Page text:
Topeka — House Republicans pushed through budget cuts Tuesday that they defended as responsible, but that Democrats said would hurt public schools and jeopardize life-saving research at Kansas University and other higher education institutions.
The measure would cut base state aid to schools and enact a 7.5 percent pay cut to high-wage state employees, including about 1,500 at higher education institutions.
House Speaker Mike O’Neal, R-Hutchinson, called the bill “a responsible budget that provides a positive ending balance for this fiscal year.” It was approved 81-40 with only Republicans in support. Democrats and a handful of Republicans opposed it.
House Democratic Leader Paul Davis of Lawrence said the education cuts would lead to larger classes and teacher layoffs. “Our children will suffer so that big businesses can be exempt from paying taxes,” Davis said.
And he said the pay cuts will hurt research at higher education schools and could jeopardize National Cancer Institute designation at the Kansas University Medical Center and bringing the National Bio and Agro-Defense Facility to Manhattan.
“ ... the extreme right wing has sent a clear message to leading researchers at our universities that their work is not valued,” Davis said.
The legislation essentially embraced cuts proposed by Gov. Sam Brownback, a Republican, to the current fiscal year, and will result in a reduction in base state aid to schools from $4,012 per student to $3,937 per student.
Democrats said the bill shorted special education below required federal levels, and would come back to haunt the state by resulting in special education cuts from the federal government that could total up to $25 million per year.
But attempts to add $16.7 million in special education funding were rejected twice using the House’s new “pay-go” rule that limits spending increases during floor debate of an appropriations bill. O’Neal said they “pay-go” provision worked as intended, providing budgetary “responsibility and discipline.”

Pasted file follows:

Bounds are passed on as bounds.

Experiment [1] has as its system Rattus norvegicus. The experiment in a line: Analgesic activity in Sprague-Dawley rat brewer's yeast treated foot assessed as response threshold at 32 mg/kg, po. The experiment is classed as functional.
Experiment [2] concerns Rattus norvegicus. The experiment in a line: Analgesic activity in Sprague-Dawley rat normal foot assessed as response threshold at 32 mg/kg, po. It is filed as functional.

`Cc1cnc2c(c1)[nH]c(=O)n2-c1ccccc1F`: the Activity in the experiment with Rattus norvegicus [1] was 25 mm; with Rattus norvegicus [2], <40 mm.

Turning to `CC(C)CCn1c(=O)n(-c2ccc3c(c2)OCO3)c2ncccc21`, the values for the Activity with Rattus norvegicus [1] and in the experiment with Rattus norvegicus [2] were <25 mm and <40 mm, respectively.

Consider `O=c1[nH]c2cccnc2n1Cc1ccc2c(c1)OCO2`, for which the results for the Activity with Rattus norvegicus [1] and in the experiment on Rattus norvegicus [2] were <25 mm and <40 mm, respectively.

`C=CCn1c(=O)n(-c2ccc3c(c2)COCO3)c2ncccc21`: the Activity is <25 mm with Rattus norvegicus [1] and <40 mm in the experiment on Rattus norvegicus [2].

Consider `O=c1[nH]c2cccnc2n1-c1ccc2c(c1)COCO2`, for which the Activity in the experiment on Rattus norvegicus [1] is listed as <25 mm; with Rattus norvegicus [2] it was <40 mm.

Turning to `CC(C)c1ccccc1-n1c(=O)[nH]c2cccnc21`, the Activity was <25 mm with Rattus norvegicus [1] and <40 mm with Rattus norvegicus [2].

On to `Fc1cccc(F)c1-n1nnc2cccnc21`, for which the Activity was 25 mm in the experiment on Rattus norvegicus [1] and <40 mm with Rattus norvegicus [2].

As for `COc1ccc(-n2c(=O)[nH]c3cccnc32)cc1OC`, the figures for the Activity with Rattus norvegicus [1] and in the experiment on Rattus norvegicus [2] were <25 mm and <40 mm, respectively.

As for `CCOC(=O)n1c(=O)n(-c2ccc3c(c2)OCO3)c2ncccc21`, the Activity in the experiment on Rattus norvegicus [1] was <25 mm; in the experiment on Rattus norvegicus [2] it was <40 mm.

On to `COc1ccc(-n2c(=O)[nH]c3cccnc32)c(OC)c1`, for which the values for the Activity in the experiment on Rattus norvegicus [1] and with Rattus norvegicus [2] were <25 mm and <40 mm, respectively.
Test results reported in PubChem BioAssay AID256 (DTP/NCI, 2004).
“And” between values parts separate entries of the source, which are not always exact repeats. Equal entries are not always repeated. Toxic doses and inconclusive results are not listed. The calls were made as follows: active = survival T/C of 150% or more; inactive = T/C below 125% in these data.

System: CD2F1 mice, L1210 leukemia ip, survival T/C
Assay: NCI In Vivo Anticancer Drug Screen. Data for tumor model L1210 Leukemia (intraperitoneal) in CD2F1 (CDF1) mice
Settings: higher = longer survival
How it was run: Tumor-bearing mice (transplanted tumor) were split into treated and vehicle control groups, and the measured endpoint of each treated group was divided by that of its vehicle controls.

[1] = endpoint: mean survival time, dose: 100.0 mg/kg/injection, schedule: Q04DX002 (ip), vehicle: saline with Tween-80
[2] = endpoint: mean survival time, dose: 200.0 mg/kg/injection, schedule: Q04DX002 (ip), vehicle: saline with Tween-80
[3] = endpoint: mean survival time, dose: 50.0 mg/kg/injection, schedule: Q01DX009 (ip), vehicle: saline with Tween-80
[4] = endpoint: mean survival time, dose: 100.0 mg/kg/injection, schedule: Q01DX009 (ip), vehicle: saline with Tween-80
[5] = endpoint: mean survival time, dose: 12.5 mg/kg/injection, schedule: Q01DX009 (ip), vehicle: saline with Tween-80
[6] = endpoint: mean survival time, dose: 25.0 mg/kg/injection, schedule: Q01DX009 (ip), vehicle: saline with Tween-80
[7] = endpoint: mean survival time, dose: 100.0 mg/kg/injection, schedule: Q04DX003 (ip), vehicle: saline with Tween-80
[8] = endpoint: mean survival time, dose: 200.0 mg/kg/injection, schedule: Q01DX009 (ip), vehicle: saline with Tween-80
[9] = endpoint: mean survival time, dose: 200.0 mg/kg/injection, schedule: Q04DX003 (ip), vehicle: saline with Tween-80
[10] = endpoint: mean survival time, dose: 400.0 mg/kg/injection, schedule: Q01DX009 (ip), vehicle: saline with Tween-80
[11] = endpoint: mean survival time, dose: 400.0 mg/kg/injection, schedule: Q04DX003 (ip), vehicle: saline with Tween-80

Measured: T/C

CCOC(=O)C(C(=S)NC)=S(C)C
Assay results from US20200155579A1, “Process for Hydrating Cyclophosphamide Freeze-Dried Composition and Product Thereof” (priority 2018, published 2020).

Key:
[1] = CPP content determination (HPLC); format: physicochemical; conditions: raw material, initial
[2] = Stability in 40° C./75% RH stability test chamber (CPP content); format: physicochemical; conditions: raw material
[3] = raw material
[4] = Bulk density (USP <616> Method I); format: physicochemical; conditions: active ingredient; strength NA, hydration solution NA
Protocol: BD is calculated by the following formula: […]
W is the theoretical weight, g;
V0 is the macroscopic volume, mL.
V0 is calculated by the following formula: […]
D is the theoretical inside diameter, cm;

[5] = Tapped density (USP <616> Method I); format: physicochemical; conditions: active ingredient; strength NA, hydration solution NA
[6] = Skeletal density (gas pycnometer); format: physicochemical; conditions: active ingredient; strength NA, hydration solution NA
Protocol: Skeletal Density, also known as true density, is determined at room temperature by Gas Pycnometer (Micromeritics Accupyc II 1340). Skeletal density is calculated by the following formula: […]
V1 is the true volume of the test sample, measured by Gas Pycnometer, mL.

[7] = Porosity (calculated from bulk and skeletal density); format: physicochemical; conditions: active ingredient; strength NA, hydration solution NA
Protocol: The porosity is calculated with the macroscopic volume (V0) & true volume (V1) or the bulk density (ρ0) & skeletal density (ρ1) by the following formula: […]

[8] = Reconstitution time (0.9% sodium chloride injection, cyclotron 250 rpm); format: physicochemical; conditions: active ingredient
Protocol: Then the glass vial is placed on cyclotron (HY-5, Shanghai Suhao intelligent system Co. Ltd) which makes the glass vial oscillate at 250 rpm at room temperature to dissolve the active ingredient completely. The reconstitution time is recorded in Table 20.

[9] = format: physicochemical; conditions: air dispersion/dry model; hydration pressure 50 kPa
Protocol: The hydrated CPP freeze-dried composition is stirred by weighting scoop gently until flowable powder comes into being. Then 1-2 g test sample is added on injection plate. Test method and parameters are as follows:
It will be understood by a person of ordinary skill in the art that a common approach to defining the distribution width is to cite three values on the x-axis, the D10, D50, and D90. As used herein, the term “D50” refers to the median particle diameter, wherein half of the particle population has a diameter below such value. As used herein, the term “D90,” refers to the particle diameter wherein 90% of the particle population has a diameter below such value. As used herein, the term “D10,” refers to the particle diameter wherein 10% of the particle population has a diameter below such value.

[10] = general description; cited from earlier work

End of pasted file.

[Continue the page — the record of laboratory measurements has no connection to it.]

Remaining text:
Conservative Republicans added a provision in committee to cut by 7.5 percent the pay of legislators, state officers, judges and regents employees making more than $100,000 per year.
Several legislators tried to remove the 7.5 percent pay cut to high-wage state employees at regents institutions, saying the proposal would chase away top-flight researchers and doctors at KU and other schools.
State Rep. Don Hineman, R-Dighton, said researchers working on treatments for cancer and other diseases are in high demand and will be lured by other states. “If you cut these folks 7.5 percent, we are sending the message you aren’t important and you should look for other employment. They (the researchers) are a mobile commodity, and they will go,” he said.
But state Rep. Pete DeGraaf, R-Mulvane, said those receiving a pay cut should realize the state faces a huge revenue deficit. “Anyone making over a $100,000 needs to join us and the governor and experience some pain.” Legislators said Brownback has voluntarily taken a 10 percent pay cut.
Hineman’s amendment to remove the high-wage earners at regents institutions from the pay cut failed, 45-71.
The Senate is currently working on its own budget plan. After finishing work on the current fiscal year budget, the Legislature will work on a budget for the fiscal year that starts July 1. Current estimates have pegged the revenue shortfall for that year at $492 million.
During debate, abortion opponents also pushed through an amendment that would prevent the state from passing through federal family planning service grants to Planned Parenthood.